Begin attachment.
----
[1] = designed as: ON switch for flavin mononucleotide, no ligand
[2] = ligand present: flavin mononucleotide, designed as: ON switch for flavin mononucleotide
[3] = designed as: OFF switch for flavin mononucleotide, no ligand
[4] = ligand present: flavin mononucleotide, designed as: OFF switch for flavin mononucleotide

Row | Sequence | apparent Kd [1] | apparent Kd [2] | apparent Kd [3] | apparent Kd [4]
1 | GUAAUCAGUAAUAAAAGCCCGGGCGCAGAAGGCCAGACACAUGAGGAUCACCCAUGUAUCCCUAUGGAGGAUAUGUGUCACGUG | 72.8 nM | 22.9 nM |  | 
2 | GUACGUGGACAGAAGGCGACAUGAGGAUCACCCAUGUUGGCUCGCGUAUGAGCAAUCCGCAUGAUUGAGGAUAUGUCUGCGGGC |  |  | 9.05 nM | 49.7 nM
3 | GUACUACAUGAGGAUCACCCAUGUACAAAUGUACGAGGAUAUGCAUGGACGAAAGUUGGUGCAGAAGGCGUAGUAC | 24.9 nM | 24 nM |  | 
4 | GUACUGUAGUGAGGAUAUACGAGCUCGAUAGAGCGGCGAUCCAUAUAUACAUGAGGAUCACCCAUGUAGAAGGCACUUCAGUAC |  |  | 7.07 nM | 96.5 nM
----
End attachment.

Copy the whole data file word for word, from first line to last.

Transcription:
[1] = designed as: ON switch for flavin mononucleotide, no ligand
[2] = ligand present: flavin mononucleotide, designed as: ON switch for flavin mononucleotide
[3] = designed as: OFF switch for flavin mononucleotide, no ligand
[4] = ligand present: flavin mononucleotide, designed as: OFF switch for flavin mononucleotide

Row | Sequence | apparent Kd [1] | apparent Kd [2] | apparent Kd [3] | apparent Kd [4]
1 | GUAAUCAGUAAUAAAAGCCCGGGCGCAGAAGGCCAGACACAUGAGGAUCACCCAUGUAUCCCUAUGGAGGAUAUGUGUCACGUG | 72.8 nM | 22.9 nM |  | 
2 | GUACGUGGACAGAAGGCGACAUGAGGAUCACCCAUGUUGGCUCGCGUAUGAGCAAUCCGCAUGAUUGAGGAUAUGUCUGCGGGC |  |  | 9.05 nM | 49.7 nM
3 | GUACUACAUGAGGAUCACCCAUGUACAAAUGUACGAGGAUAUGCAUGGACGAAAGUUGGUGCAGAAGGCGUAGUAC | 24.9 nM | 24 nM |  | 
4 | GUACUGUAGUGAGGAUAUACGAGCUCGAUAGAGCGGCGAUCCAUAUAUACAUGAGGAUCACCCAUGUAGAAGGCACUUCAGUAC |  |  | 7.07 nM | 96.5 nM